Years later, after living the life of a man committed to a cause he had been taught should be a simple given, after being involved in the South African anti-apartheid movement and becoming acquainted with Arthur Ashe, the adult Rich Lapchick found himself living in Hampton Roads, Va. It was 1978 and he was beginning to compile the work that would become his seminal 1984 book, "Broken Promises: Racism in Sports." At his house in Virginia, his son Joey, named for his grandfather, came and asked, "Daddy, are you a nigger lover?"
Despite his best efforts, history had repeated itself. The endless circle of bigotry had closed with a vengeance. "He'd heard it somewhere," Lapchick says. "I was getting these harassing phone calls, people calling me names I'd heard before, for my involvement in trying to uphold the athletic boycott of South Africa, due to apartheid, (and) trying to keep the South Africans out of the Davis Cup, which was to be held at Vanderbilt, in Nashville."
One evening, Rich Lapchick was working late at home. It was less than a year after big trouble in South Africa and Nashville. South Africa was banned from the Davis Cup. Steven Biko, a black activist, was not yet cold in his grave after being beaten to death by South African police.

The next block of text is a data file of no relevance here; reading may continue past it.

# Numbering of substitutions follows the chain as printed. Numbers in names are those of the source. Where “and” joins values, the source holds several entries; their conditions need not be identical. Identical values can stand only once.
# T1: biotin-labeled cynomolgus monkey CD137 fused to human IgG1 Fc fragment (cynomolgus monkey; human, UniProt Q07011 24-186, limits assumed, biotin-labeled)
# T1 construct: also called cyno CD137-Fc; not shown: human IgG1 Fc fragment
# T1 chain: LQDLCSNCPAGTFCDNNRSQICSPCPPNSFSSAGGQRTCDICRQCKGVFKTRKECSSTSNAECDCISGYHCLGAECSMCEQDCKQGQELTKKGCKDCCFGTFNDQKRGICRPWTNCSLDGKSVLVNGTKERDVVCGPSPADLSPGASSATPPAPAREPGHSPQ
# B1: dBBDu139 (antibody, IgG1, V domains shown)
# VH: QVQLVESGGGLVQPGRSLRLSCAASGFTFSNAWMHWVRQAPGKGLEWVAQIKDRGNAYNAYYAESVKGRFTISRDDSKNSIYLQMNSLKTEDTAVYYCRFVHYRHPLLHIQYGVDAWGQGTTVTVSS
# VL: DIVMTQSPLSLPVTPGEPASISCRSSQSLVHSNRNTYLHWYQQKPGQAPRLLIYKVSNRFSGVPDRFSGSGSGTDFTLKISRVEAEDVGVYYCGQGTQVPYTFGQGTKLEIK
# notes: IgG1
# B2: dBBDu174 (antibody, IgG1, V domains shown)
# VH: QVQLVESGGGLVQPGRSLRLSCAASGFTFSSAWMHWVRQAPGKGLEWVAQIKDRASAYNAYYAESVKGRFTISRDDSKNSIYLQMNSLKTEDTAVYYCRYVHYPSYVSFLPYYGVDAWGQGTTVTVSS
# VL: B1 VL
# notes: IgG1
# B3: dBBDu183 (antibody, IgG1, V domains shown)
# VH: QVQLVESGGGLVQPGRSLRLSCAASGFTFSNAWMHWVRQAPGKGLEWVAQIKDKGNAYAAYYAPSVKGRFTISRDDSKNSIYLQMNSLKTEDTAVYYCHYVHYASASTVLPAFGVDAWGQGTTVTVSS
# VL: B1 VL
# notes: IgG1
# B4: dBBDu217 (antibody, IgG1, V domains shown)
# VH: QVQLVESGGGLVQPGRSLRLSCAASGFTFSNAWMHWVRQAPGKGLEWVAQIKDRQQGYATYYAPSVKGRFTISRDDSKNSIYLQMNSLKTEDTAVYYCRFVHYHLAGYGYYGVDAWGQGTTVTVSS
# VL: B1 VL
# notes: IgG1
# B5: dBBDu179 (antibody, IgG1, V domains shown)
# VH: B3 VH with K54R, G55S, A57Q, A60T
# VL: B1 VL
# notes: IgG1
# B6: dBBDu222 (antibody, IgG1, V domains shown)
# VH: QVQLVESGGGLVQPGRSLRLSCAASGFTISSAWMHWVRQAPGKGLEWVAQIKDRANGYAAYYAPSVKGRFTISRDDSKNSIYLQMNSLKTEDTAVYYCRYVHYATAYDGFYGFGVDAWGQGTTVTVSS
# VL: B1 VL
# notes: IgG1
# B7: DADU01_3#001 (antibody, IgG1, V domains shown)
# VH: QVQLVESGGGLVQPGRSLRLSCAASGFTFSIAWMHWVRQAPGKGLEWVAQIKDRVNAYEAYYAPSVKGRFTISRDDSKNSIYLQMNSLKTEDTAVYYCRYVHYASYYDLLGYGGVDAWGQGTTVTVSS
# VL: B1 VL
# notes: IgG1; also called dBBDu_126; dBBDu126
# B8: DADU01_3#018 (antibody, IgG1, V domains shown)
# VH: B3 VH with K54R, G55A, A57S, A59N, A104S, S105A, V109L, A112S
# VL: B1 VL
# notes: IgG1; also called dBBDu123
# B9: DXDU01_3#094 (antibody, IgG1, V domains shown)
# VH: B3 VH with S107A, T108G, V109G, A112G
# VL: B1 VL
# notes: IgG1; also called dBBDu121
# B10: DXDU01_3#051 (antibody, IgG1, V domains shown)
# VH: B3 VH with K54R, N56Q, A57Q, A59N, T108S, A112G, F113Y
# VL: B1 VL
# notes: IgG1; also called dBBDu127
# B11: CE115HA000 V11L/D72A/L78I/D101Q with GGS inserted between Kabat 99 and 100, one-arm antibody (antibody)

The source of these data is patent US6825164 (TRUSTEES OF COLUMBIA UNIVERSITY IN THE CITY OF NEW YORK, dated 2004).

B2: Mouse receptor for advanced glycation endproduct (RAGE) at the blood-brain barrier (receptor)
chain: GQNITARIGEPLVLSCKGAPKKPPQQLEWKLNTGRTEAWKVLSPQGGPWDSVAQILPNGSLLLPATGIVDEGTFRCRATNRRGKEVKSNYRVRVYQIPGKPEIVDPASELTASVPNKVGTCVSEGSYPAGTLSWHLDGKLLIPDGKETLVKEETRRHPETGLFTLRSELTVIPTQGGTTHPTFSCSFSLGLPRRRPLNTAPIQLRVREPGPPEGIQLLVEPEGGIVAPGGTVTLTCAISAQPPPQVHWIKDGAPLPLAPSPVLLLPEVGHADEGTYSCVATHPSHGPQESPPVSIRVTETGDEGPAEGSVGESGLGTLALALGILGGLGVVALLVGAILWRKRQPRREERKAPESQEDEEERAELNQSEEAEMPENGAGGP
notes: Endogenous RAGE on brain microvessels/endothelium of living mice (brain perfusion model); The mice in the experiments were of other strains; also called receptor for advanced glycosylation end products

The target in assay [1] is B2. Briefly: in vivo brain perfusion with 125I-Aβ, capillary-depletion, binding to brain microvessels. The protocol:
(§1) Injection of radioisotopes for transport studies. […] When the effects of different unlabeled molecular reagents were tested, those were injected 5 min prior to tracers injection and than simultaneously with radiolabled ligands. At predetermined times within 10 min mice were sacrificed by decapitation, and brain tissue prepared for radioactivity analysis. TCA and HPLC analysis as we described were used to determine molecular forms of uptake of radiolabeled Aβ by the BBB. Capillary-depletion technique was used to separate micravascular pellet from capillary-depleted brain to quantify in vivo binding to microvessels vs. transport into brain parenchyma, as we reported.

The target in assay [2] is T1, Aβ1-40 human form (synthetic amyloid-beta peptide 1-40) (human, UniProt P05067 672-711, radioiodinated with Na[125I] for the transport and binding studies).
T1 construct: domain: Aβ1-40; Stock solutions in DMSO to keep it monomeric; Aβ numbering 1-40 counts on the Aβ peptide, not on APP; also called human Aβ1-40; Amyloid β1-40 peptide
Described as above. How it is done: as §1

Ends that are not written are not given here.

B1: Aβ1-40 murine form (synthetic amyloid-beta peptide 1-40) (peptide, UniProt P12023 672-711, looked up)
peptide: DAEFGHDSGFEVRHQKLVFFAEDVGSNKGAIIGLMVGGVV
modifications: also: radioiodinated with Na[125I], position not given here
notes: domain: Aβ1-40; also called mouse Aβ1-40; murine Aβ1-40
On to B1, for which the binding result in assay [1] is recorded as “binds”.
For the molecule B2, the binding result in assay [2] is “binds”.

Rich had spoken up. He had said, "This is not right." He didn't say, "My father didn't believe it was right, either." But he didn't have to. The sins, or the graces, of the father are visited upon the son, and depending on the father, that can be a good thing, a life-affirming thing. Also a thing that gets you beat up, or dead, or later revered, and honored, and remembered. Not so much by history or covenants or courts, but by your own children. What do you have good character and do right for? Not for you. For your children.
By then Lapchick was persona non grata among the South African leadership. "The destruction of Mr. Lapchick" was desired, seen as a good thing by the Pretoria regime. Lapchick had moved his family to Norfolk to work at Virginia Wesleyan College. Then one night came a knock at the door. Lapchick answered. It was history calling -- this time in the form of subjugation, violence, a brutal beating he received in which he suffered a concussion, liver and kidney damage and a hernia. Scissors were used to carve the word "nigger" on his stomach. All this for trying to do what his father did, and to show his memory, his conscience, his son and the world that, by thought, word and deed, he was simply doing the right thing.
He survived. The Nashville Banner ran a story in which the Virginia Beach police had said they suspected the wounds had been "self-inflicted." How does a man keep going when confronted with odds like that? How? The wounds and the formidable historical opposition of racism and bigotry were nothing compared to when little Joey asked him what Rich had once asked his own father. Lapchick took a lie detector test and was examined by a New York medical examiner to substantiate the details of the attack.
Better a lover than a hater. Better a man than the tail end of a mob. So what did Rich Lapchick do? Talk about coming from behind. Talk about when the going gets tough the tough get going. ...